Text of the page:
Simultaneous very large wildfires present a unique challenge to fire management and the allocation of firefighting resources. All else being equal, a single large fire is easier to fight than multiple separate fires with equivalent area.
The effects of climate change on the degree of simultaneity in large wildfires is unknown. Although climate change is expected to increase temperatures, heightening and extending the fire season, many studies also project changes in the duration and intensity of precipitation. These effects vary considerably over North America, and their net impact on fire depends on whether the ecosystem is fuel-limited or moisture-limited.
We fit generalized linear models (GLMs) to observational data to predict various measures of simultaneity as a function of different fire indexes. We then apply the resulting GLMs for the best predictors to output from regional climate model (RCM) simulations. We compare the distributions of the resulting projected simultaneity values, to evaluate how well the simulations capture fire-related climate factors and their interrelationships in the historical period, and assess projected changes in simultaneity in the future.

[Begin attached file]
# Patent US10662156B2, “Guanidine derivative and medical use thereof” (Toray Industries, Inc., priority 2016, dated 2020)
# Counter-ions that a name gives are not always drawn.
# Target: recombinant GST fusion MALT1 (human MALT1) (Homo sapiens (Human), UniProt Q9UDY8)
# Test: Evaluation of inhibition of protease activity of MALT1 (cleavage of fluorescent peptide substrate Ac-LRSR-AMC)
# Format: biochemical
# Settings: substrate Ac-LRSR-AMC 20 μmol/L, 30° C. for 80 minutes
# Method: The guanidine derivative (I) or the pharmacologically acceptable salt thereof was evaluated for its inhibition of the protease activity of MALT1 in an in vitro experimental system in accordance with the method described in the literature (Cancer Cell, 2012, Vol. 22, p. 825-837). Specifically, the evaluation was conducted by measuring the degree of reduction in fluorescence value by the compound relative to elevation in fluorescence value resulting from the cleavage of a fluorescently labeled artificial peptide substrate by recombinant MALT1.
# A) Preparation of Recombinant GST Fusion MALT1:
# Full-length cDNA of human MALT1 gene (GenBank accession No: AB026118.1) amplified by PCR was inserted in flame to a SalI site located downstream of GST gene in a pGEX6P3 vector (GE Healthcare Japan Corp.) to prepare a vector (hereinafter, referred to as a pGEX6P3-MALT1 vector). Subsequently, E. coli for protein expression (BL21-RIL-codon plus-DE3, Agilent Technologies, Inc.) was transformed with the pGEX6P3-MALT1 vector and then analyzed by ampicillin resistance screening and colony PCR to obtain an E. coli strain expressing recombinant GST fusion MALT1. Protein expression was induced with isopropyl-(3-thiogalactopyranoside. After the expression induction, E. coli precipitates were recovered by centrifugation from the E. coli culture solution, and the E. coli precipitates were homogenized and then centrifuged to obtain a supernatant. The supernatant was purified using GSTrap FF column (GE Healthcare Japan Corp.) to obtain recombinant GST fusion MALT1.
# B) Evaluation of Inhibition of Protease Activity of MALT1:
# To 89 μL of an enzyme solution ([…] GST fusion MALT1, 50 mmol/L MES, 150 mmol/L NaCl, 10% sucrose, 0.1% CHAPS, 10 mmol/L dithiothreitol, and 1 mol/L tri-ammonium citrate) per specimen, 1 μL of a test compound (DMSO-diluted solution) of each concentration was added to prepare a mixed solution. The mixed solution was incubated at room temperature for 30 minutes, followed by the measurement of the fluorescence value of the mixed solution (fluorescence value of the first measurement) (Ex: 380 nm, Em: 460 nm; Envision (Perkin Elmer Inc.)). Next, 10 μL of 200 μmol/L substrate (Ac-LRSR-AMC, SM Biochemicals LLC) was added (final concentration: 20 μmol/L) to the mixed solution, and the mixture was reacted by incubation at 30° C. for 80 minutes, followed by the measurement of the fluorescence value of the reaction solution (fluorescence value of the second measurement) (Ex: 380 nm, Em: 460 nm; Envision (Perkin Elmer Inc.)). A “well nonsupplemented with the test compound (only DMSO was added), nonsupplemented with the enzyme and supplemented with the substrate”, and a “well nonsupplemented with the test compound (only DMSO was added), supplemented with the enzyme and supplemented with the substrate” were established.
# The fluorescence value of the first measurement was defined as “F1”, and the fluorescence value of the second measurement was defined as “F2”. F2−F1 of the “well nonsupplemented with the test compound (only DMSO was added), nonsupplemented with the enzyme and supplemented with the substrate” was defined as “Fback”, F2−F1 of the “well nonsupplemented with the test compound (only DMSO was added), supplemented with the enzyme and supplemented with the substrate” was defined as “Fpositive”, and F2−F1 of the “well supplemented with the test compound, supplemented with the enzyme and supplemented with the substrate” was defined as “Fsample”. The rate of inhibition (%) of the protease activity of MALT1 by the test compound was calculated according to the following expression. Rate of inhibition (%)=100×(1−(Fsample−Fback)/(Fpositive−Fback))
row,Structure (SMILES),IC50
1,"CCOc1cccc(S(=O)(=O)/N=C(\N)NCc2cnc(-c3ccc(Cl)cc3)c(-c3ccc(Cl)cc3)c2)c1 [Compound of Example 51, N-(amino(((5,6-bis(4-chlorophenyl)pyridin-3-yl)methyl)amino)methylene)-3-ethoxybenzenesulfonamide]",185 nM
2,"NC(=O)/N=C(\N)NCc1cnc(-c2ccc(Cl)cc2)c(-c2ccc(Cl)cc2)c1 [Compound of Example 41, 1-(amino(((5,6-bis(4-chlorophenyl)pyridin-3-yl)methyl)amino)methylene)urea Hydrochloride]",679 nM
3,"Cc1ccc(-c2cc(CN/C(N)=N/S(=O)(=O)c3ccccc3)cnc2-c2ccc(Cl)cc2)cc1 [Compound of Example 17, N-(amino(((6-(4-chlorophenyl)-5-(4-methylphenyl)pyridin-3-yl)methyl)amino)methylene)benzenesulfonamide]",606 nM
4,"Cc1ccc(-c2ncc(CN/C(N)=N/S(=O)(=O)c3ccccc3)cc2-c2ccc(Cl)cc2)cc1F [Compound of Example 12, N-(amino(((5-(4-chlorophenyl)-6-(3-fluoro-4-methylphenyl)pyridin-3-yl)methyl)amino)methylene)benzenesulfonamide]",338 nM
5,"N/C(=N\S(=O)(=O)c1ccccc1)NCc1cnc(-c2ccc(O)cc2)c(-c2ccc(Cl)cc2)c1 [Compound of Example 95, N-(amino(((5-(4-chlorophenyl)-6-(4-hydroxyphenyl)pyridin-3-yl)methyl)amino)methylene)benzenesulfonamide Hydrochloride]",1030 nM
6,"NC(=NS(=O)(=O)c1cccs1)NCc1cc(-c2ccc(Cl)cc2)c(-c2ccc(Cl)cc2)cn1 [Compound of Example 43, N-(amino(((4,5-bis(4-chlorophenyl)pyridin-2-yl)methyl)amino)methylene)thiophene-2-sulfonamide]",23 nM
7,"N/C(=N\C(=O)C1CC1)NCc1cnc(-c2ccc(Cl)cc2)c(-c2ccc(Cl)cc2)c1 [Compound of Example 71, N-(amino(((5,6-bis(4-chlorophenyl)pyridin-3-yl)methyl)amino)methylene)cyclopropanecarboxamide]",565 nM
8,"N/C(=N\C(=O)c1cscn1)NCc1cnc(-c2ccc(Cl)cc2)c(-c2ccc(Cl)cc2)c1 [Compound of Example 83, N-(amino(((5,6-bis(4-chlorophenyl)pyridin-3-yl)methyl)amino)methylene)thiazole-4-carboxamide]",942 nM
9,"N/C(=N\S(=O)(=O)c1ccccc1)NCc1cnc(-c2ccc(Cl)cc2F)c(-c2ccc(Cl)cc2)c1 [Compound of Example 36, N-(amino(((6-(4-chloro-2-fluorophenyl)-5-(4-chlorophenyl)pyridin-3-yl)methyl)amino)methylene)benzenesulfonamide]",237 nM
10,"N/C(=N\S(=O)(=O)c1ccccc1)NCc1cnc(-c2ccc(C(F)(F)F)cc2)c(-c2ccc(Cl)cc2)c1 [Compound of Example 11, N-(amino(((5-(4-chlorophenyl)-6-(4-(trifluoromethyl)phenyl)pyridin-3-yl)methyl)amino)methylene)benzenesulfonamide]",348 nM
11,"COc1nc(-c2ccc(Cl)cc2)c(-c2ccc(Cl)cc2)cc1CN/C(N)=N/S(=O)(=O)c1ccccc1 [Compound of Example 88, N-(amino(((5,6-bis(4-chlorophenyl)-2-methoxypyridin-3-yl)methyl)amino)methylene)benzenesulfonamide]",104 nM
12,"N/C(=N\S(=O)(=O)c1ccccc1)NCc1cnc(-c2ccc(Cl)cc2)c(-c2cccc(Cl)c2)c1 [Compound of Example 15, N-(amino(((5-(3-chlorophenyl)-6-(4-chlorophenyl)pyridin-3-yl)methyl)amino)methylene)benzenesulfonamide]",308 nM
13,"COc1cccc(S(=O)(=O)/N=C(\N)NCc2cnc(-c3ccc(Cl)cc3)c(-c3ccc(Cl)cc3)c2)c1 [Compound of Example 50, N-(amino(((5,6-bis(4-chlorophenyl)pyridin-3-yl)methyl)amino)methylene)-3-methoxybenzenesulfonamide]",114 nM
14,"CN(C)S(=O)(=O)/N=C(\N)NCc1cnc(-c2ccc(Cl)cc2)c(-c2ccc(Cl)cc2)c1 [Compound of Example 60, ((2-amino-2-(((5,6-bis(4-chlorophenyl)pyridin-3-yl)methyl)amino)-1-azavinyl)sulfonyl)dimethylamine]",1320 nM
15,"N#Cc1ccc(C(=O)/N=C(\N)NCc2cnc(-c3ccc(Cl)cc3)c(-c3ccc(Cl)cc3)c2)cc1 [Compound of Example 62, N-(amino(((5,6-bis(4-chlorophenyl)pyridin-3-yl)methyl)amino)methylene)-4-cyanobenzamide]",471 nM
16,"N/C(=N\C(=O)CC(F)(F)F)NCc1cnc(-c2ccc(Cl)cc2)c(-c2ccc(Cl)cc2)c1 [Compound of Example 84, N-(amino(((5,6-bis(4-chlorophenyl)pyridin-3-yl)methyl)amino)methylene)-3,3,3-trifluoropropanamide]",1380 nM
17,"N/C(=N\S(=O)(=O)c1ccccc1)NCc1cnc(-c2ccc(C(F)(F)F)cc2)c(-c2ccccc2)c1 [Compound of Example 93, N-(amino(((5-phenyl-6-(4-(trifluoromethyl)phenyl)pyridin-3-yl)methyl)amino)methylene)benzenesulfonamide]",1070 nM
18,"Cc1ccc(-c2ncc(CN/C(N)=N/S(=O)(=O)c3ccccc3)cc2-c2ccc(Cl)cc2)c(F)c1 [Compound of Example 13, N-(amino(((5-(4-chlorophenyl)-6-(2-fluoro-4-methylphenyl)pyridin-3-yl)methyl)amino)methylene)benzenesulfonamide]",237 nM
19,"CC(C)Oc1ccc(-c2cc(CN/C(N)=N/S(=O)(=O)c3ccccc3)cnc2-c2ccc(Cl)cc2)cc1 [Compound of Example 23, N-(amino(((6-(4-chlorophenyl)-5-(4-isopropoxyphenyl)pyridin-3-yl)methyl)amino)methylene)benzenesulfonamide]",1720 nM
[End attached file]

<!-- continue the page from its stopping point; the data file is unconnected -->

We relate wildfires from the MTBS (Monitoring Trends in Burn Severity) database to climate data from the gridMET observational dataset. We aggregate data spatially over GACCs (Geographic Area Coordination Centers, administrative regions used to coordinate firefighting) and use a two-week moving window in time. The fire indexes we use include KBDI (Keetch-Byram Drought Index), CFWI (Canadian Fire Weather Index), mFFWI, (modified Fosberg Fire Weather Index), ERC (Energy Release Component), BI (Burning Index), FM100, and FM1000 (100- and 1000-hour Fuel Moisture). For future projections, we use six 25-km simulations from the North American branch of the CORDEX downscaling program: two RCMs (WRF and RegCM4) driven by 3 GCMs (GFDL, MPI, and HadGEM2) using RCP8.5 greenhouse gas trajectories from 1950-2100.